Traveling around Burma (Myanmar) on a photography expedition with National Geographic, I fell in love with the country. It was one of my most enjoyable photo trips anywhere, with very friendly people, good food, great sites, and not too many other tourists. Here are my favorite sites, both to visit and to photograph:
Shwedagon Pagoda, Yangon
Given that you’re likely going to fly into Yangon, Shwedagon Pagoda is worth a stop before moving onto other parts of the country. We arrived in the afternoon and stayed until after dark.
Shwenandaw Monastery, Mandalay
Formerly part of the Royal Palace, this monastery has the perfect combination of carved wood, impressive architecture and colorful monks – some with iPads.
Sandamuni Pagoda, Mandalay
With hundreds of shrines, this was my favorite pagoda that we visited. Of course a pagoda without monks isn’t very interesting, so it’s worth waiting for a couple to come along.
Shwe Kyin Monastery, Mandalay
This was my favorite monastery in Burma. Of course there were the impossibly photogenic monks, but here there were also prayer ceremonies taking place, with hundreds of monks chanting and almost singing.
The Unfinished Mingun Pagoda
Part of the fun was getting here from Mandalay via ferry. There are other sites in the small town, including the second largest bell in the world and the very-white Hsinbyume Pagoda, but I enjoyed photographing the earthquake-damaged and never-finished Mingun Pagoda.
U Bien Bridge, Amarapura
This is the longest teak bridge in the world, stretching over a kilometer as it crosses Taungthaman Lake. Take a boat out on the lake at sunset. The photography is all about the silhouettes of those on the bridge. When I return to Burma, this will be my first destination.
The Temples of Bagan
Bagan was the reason I had wanted to travel to Burma in the first place. For years I had seen photos of hundreds of temples rising out of the morning mist. We spent time among the temples during the day, and also climbed pagodas to watch the sunset and sunrise. It was even more awe-inspiring in person. While I took a lot of photos as the light changed, I also put down my camera frequently to enjoy the view. I could easily spend a week in Bagan, bicycling around and exploring the temples.
Roadside Peanut Winnowing
If you’re driving through the countryside and see something interesting, stop! One of our best experiences was joining a group of peanut winnowers that we passed on the way to Mount Popa. We photographed and participated in the winnowing process for more than an hour.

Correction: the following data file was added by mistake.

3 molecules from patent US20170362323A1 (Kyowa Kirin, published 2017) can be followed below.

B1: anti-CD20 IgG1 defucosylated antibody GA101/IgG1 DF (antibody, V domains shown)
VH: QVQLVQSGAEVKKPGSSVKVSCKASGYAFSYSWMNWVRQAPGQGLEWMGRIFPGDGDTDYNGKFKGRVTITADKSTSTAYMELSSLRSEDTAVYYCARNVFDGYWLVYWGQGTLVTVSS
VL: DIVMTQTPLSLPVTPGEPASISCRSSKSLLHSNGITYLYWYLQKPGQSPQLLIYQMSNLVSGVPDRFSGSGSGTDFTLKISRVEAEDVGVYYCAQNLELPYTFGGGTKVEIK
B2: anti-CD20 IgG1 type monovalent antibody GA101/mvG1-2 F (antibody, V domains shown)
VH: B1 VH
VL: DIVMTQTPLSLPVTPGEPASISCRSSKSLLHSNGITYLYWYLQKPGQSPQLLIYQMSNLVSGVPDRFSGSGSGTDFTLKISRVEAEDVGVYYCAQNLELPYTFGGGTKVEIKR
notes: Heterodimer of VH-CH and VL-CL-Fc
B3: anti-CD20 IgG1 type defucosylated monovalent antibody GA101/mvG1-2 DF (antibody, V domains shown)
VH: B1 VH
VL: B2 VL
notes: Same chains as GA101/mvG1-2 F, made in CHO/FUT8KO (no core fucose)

Taung Kalat / Mount Popa
The entire area around Mount Popa is beautiful, but the highlight was Taungkalat (Taung Kalat), a volcanic plug with a monastery (of course) at the top. We climbed the 777 steps to the top and, although the monastery isn’t exciting, the view makes the climb well worthwhile.
Shwethalyaung Pagoda / Reclining Buddha, Bagan
National Geographic pre-arranged for us to photograph monks with candles at the Reclining Buddha in Bagan. Even though it was set up for us, it still magical being a part of it.
I loved Inle Lake – photographing the fishermen who row with their legs, visiting the villages around the lake and relaxing in the evenings at our hotel on the edge of the lake.
Ywama Monastery, Inle Lake
So it shouldn’t be a surprise at this point that I liked this monastery – the first place where we saw young monks in school. It was a fun place to photograph, and the teacher didn’t seem annoyed at all to have a few of us in there slightly disrupting lessons.
I never take my kids on photo trips. With the early mornings, late nights, hiking, climbing, shooting sessions and extended time on busses, these are trips meant for adults. Was Burma kid-friendly? Yes, as much as any developing nation is. The food was good and it was easy to get around. I wouldn’t have felt comfortable with kids under 10 or 12 climbing the temples of Bagan, but otherwise all of our destinations were good for kids. I saw very few young western tourists there – less than 10 over the course of 10 days. As with anywhere, kids over six or so can appreciate the culture more than younger kids.
Mandalay, Inle Lake and Bagan are must-visit destinations. But there are other places I want to get to as well, like the Datdawtaung Cave and the golden rock of the Kyaiktiko Pagoda. Have you been to Burma? What do you recommend as must-see sites?